One of the world's largest software companies has decided that the CRM business is just too tempting to ignore. Computer Associates (CA) of Islandia, N.Y., recently launched the Intelligent CRM suite, designed for businesses interested in predictive customer analysis and response.
According to Jacob Lamm, CA's senior vice president for CRM, the company's analytical tools, Neugents, have been used in conjunction with CRM efforts for some time. But as predictive analysis is becoming just as much a part of CRM as the traditional sales, marketing and service functions, "The CRM umbrella extended itself to include us," says Lamm. The company was unwilling simply to be a side player in the market, working solely in conjunction with other solutions. "We needed to fill out the suite. When you say you're a ‘CRM vendor,' certain things are implied," he says.
For CA, that meant building its existing help desk, customer intelligence and service personalization technologies into a core product, integrated with a Web and WAP-enabled sales and marketing system licensed from Dublin, Ireland-based eWare. The entire Intelligent CRM toolset runs through a Web interface powered by CA's Jasmine application platform.
By applying Neugents to CRM operations, Lamm says that companies should be able to understand better not only what strategies worked to sell more and sell better in the past, but what will tend to generate positive response in the future.
Sheryl Kingstone, a CRM analyst with the Yankee Group, says that while CA's lack of experience marketing and supporting CRM technologies may be a problem, the goal is sound. "Their vision makes sense," she says, "on the predictive side and the analytical side. Adding intelligence into CRM is needed."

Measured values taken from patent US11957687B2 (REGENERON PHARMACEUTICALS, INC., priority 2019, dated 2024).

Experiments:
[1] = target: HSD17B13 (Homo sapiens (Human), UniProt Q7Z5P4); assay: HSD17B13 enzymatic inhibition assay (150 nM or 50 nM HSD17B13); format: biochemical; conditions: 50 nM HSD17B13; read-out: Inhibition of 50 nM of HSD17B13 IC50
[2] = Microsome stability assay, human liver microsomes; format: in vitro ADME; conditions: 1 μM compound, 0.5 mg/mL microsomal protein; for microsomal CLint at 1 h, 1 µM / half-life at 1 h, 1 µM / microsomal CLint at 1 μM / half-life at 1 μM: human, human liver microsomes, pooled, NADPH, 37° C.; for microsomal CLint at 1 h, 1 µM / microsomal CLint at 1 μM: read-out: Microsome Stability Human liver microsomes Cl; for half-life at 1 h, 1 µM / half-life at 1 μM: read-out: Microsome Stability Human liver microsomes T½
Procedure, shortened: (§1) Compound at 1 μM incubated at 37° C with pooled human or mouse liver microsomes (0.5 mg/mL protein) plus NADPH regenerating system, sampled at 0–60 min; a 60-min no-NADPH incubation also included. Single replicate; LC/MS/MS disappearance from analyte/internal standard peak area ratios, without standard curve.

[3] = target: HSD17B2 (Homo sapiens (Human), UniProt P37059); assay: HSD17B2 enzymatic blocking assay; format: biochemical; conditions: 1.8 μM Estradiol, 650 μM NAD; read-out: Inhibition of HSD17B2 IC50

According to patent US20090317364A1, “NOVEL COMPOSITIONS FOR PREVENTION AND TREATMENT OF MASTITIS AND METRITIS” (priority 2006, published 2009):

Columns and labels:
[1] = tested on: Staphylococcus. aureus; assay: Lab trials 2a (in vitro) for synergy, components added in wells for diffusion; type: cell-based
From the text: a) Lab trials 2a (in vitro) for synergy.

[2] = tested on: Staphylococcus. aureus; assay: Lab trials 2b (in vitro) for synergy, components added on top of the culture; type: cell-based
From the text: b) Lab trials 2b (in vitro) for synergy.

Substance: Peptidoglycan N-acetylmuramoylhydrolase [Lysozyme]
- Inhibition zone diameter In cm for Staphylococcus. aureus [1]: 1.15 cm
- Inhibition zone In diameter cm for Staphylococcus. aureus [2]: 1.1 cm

Although CA is a diverse company, it is perhaps best known for high-end mainframe applications and network management systems. In recent times, the CRM market has provided a greener pasture for companies in the stagnant ERP market. Is this a sign that the network management business is no longer what it used to be?
Lamm denies that his company is simply migrating to a hot market. "What the industry does not need is another commodity CRM player. The goal is to leverage what CA does best, and bring that to the CRM space and fill some gaps," he says. He indicated that CRM sales would be kept separate from CA's conventional sales force.
It does appear that CA is genuinely interested in applying its proven technology to CRM operation. Early this year, Unicenter TNG, the company's network management system, will be integrated into the suite as a "CRM command center," allowing administrators to monitor call center efficiency and point-of-contact performance.
Kingstone advised that CA might do well to pursue partnerships with highly visible CRM vendors that are missing crucial predictive capabilities, lest a competitor like E.piphany establish further dominance in predictive CRM.